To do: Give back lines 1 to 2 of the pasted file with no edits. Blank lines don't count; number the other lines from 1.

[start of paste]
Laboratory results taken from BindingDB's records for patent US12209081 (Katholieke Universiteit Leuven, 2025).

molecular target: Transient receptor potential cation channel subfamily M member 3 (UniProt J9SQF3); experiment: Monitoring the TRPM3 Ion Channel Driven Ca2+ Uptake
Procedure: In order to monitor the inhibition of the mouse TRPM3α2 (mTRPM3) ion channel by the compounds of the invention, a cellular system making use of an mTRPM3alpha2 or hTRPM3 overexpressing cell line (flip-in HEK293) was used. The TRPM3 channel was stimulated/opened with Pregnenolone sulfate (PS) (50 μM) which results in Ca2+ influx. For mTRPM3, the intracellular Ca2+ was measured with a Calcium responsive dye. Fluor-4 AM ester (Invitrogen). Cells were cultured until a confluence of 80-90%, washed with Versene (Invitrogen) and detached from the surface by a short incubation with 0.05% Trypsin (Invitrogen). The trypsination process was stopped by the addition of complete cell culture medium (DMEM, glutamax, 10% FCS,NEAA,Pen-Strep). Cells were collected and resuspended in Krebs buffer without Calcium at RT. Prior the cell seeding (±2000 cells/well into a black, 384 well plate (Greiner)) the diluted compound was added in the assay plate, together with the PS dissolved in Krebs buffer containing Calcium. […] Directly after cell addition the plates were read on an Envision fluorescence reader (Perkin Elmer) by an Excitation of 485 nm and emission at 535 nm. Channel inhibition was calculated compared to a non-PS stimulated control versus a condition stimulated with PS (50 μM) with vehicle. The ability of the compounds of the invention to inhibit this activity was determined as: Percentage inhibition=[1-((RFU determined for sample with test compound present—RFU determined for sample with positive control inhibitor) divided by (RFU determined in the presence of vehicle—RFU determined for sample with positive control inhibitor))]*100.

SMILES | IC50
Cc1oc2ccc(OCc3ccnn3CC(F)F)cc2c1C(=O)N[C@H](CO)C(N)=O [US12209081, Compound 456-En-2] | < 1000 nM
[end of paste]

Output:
Laboratory results taken from BindingDB's records for patent US12209081 (Katholieke Universiteit Leuven, 2025).

molecular target: Transient receptor potential cation channel subfamily M member 3 (UniProt J9SQF3); experiment: Monitoring the TRPM3 Ion Channel Driven Ca2+ Uptake